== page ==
Institutional members access full text with Ovid®

Share this article on:

The Incidence of Low Back Pain in Active Duty United States Military Service Members

Knox, Jeffrey MD*; Orchowski, Joseph MD*; Scher, Danielle L. MD; Owens, Brett D MD; Burks, Robert PhD§; Belmont, Philip J. MD

doi: 10.1097/BRS.0b013e3181f40ddd
Epidemiology

Study Design. Epidemiological study.

Objective. To investigate the incidence and risk factors for developing low back pain in active duty military population to include age, sex, race, and rank, and military service.

Summary of Background Data. Low back pain is among the most common musculoskeletal conditions worldwide and is estimated to affect nearly two-thirds of the US population at some point in their lives. Low back pain is a multifactorial disease and many risk factors have been implicated including age, race, sex, and marital status.

Methods. A query was performed using the US Defense Medical Epidemiology Database (DMED) for the International Classification of Diseases, Ninth Revision, Clinical Modification code for low back pain (724.20). 13,754,261 person-years of data were investigated. Multivariate Poisson regression analysis was used to estimate the rate of low back pain per 1000 person-years, whereas controlling for sex, race, rank, service, age, and marital status.

Results. The overall unadjusted incidence rate of low back pain was 40.5 per 1000 person-years. Women, compared with men, had a significantly increased incidence rate ratio for low back pain of 1.45. The incidence rate ratio for the 40+ age group compared with the 20 to 29 years of age group was 1.28. With junior officers as the referent category, junior- and senior-enlisted rank groups had increased incidence rate ratio for low back pain, 1.95 and 1.35, respectively. Each service, when compared with the Marines as the referent category, had a significantly increased incidence rate ratio of low back pain: Army: 2.19, Navy: 1.02, and Air Force: 1.54. Compared with single service members, significantly increased incidence rate ratio for low back pain were seen in married service members: 1.21.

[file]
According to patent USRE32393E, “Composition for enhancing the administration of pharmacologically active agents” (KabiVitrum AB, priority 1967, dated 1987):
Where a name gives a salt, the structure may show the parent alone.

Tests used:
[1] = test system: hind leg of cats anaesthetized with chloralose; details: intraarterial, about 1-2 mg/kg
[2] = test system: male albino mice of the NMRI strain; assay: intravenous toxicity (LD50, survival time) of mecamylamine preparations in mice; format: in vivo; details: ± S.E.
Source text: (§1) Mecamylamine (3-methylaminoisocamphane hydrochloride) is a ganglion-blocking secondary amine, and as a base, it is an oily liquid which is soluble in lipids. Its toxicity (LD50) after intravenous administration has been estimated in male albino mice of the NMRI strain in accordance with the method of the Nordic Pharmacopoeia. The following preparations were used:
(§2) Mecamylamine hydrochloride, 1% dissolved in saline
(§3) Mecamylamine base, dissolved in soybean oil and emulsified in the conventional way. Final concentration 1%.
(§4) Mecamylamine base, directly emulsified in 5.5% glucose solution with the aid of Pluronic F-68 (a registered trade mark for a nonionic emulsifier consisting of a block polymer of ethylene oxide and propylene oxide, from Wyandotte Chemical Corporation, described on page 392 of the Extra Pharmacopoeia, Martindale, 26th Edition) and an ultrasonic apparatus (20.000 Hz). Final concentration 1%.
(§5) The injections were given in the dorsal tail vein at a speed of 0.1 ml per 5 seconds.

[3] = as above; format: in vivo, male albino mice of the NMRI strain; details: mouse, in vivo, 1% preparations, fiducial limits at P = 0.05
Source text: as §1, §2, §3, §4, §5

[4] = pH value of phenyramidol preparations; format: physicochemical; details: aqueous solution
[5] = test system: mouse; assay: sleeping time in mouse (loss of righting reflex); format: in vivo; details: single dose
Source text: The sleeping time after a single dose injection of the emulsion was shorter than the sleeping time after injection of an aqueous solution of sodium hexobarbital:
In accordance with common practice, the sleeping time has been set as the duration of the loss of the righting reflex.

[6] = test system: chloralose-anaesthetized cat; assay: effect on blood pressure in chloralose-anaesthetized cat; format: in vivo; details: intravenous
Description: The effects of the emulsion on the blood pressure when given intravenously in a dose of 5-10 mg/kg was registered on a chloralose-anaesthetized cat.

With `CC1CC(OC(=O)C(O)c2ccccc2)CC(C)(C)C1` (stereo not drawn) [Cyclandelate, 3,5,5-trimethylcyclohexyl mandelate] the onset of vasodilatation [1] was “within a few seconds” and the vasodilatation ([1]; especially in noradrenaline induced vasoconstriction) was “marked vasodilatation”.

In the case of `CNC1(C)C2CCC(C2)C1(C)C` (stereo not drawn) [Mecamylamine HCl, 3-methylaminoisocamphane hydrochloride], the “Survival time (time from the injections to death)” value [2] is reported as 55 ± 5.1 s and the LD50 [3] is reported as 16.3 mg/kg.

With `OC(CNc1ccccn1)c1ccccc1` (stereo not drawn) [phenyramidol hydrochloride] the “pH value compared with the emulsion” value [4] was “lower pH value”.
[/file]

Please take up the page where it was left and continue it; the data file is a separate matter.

Conclusion. Female sex, enlisted rank groups, service in the Army, Navy, or Air Force, age greater than 40 years, and a marital status of married were all risk factors for low back pain.

Low back pain is a multifactorial disease process with many occupational, psychosocial, and demographic associations. Increased risk of low back pain was demonstrated in women, older age groups, lower ranking service members, service in the Army or Air Force, and marital status other than single.

*Orthopaedic Surgery Service, Department of Surgery, Tripler Army Medical Center, Honolulu, Hawaii

Orthopaedic Surgery Service, Department of Surgery, William Beaumont Army Medical Center, El Paso, Texas

Orthopaedic Surgery Service, Department of Surgery, Keller Army Hospital, West Point, New York

§Graduate School of Operational and Information Sciences, Naval Postgraduate School, Monterey, California.

Address correspondence and reprint requests to CPT Jeffrey Knox, MD, Orthopaedic Surgery Department, Tripler Army Medical Center, 1 Jarrett White Rd, Honolulu, HI 96859; E-mail: jeffrey.bruce.knox@us.army.mil.

Acknowledgement date: March 22, 2010. Revision date: May 18, 2010. Acceptance date: July 21, 2010.

The manuscript submitted does not contain information about medical device(s)/drug(s).

No funds were received in support of this work. No benefits in any form have been or will be received from a commercial party related directly or indirectly to the subject of this manuscript.

The views expressed in this manuscript are those of the authors and do not reflect the official policy or position of the Department of the Army, Department of Defense, or the US Government.

© 2011 Lippincott Williams & Wilkins, Inc.